Major AG Associations Support Right to Repair

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American Farm Bureau Federation - National Policy Resolution for Right to Repair

National Farmers Union - National Policy Supporting Right to Repair

National Corn Growers 

State Farm Bureaus from Iowa, Massachusetts, Michigan, Nebraska, Texas

Individuals are Powerful - Use your voice

Legislators listen to their constituents even more closely than lobbyists.  Farmers and Ranchers need to make Right to Repair personal by contacting your legislators and demanding support.  Its your livelihood, your community, and your legal right to repair the gadgets you purchased.  

We make grass-roots contacts free and easy.  Just go to our How To Help page and find your state.  Tell your repair story -- your legislator is going to read it.  

Opposition positions

John Deere has sent letters of opposition (Example Here) to legislators with every bill filed.  They all say the same thing -- that allowing anyone other than the Deere Dealership to repair their equipment will result in: 

-        the unsafe operation of its products

-        disruption of machine capabilities and performance

-        changes to emissions controls

-        voiding of warranties

-        lack of transparency to changes on resale, and

-        a less-than-optimal customer experience

Association of Equipment Manufacturers (AEM)  (Example Here) is also trying to persuade the US Copyright Office that farmers shouldn't be able tinker with their tractors - despite the USCO exemption that took effect in October of 2016.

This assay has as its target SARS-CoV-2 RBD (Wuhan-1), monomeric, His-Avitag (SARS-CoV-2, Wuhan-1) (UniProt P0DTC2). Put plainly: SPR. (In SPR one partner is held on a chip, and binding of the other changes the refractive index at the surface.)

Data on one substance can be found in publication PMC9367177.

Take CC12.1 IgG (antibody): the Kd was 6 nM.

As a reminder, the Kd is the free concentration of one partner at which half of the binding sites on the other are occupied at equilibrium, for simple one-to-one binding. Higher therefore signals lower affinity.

Copyright Reform - exemptions for Repair

The American Farm Bureau Federation, and the USC Gould School of Law have filed both a request for renewal of the existing exemption and a request for expansion of the exemption to allow for 3rd party assistance.  


Farmers should be able to REpair Their Equipment

Photos courtesy  Stawarz

Photos courtesy Stawarz

The National Grange agrees: “On behalf of over 200,000 members of the National Grange, we fully support the Right to Repair Act because we believe in an owner’s right to maintain, service, repair and rebuild their vehicle or farming equipment on their own accord or by the repair shop of their choice. Our members, most of them located in rural areas, value their ability and freedom to fix and repair their own vehicles, tractors and other farm equipment. Should they seek assistance elsewhere, local repair shops should have access to all necessary computer codes and service information in order to properly and efficiently make repairs. 

“In addition, we believe that in the absence of the Right to Repair Act, many individuals, both rural and urban, would likely put off important vehicle repairs and maintenance, jeopardizing their safety and the safety of others on the road. It is also important to note that our members often farm and ranch in remote locations where repair shops are just not available. Days waiting on parts from dealers can mean missing crop target pricing, costing our members in agriculture a great deal of revenue.”

Farmers are Fighting Back

More and more, farmers are turning to the internet to learn how to repair their complex equipment. They are turning to websites like iFixit to share techniques for maintaining equipment.

But it's not enough.

We're fighting for farmers. They deserve to be able to repair their equipment quickly—and on their own terms. We are working to pass Fair Repair legislation at the state level that would put farmers back in control of the repair of their own equipment. And we've successfully petitioned the Copyright Office to carve out protection for modifications and repairs made to the software in tractors. We will continue to fight for the rights of farmers to repair what they own.

We need to require manufacturers make equipment field-serviceable.

“Repair of high tech agriculture has the same challenges and needs of repair of on-road vehicles such as tractors. We have the added challenges of keeping sensors, drones, networks, controls and equipment that is much more like that in a data center than a barn all up and running. The Repair Association is bringing repair of all things digital together in a way that will benefit everyone engaged in high-tech agriculture. “
— Kenny Roelofsen, political liaison at Abilene Machine